One of the main drawbacks of electric vehicles is that the performance of their batteries varies greatly with the weather. Extreme temperatures, particularly the cold, can greatly reduce their ability to hold a full charge, which, combined with the use of heat and air conditioning in the cabin, leads to a significantly shorter driving range. Some electrified vehicles, like the Chevy Volt and Tesla Roadster, use actively climate-controlled battery packs to help mitigate this affect, as does the C30 Electric. The difference is that while the systems in the other cars run off the batteries themselves, also cutting into range to some extent, the Volvo has a separate generator on board that burns E85.

It’s an interesting, if less environmentally pure solution to a vexing problem, but one that makes sense for a car from a country that extends into the Arctic Circle. However, Stegland says that even when used in extreme conditions, the C30 Electric will use less than 4 gallons of E85 every three weeks. If the tank runs dry, the climate control system merely reverts to battery power and you’re all electric again.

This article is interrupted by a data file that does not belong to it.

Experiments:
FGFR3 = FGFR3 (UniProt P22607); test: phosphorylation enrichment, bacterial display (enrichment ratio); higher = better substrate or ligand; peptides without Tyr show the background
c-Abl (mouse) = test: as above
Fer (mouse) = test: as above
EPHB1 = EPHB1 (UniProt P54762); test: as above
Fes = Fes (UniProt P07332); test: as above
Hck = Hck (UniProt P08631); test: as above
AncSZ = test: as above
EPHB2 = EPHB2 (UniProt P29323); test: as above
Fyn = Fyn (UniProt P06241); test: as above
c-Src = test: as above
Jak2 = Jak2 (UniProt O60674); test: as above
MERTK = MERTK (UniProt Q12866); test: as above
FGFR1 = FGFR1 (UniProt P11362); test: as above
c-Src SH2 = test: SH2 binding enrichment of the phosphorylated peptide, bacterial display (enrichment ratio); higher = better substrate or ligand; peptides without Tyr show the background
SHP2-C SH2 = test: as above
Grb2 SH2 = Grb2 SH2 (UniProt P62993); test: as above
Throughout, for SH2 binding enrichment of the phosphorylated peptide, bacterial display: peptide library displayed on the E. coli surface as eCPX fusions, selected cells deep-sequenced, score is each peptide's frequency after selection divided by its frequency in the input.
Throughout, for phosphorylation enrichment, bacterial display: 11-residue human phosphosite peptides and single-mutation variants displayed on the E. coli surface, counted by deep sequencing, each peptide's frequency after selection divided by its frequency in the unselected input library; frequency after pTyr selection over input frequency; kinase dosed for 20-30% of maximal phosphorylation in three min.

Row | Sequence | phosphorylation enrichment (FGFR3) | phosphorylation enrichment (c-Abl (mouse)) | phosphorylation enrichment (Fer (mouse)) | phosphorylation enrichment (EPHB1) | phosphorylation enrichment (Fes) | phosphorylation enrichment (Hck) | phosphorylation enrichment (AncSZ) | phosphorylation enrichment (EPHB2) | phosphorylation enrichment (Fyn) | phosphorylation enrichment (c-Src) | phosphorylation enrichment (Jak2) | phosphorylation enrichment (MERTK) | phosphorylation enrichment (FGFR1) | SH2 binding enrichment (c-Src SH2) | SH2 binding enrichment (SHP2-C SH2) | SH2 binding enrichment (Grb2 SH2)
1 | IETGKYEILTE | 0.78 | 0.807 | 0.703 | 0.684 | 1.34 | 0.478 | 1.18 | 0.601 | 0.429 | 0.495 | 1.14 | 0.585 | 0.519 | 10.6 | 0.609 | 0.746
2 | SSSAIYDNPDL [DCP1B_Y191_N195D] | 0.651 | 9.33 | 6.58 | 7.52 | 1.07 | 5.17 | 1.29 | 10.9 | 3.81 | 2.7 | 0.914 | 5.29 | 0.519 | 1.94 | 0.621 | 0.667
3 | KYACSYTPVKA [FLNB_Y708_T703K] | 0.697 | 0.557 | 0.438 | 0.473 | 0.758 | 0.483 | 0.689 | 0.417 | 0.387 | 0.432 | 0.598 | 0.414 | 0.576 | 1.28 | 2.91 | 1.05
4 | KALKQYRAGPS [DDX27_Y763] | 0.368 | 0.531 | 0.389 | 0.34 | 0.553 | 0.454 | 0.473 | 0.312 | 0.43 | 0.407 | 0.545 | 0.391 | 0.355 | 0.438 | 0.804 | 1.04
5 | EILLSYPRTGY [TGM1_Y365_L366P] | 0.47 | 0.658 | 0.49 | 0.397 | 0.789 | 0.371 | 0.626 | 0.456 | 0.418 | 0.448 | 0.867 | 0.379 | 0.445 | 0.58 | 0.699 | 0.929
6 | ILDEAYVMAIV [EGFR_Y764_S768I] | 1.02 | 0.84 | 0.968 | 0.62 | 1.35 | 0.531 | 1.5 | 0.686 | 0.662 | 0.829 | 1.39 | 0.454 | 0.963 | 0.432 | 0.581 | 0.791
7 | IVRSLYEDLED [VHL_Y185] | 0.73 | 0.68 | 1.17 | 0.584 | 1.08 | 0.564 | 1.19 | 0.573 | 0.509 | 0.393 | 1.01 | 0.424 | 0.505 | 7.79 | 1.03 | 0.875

Sales of the Volvo C30 Electric aren’t expected to begin before 2013, but later this year the company will put a test fleet of approximately 250 cars on the road in several cities around the globe – including New York and Los Angeles – in order to collect real world data from the vehicles and feedback from their drivers. Pricing for a production version hasn’t been set, but Stegland estimates that it could be as much as $50,000, or twice what a conventional C30 goes for.

With looming CO2 emissions caps in Europe, increasing fuel economy standards in the United States and China’s drive to cut its dependence on imported oil by electrifying its fast-growing population of automobiles, Volvo is ready to embrace this alternative fuel, which is itself quickly becoming mainstream.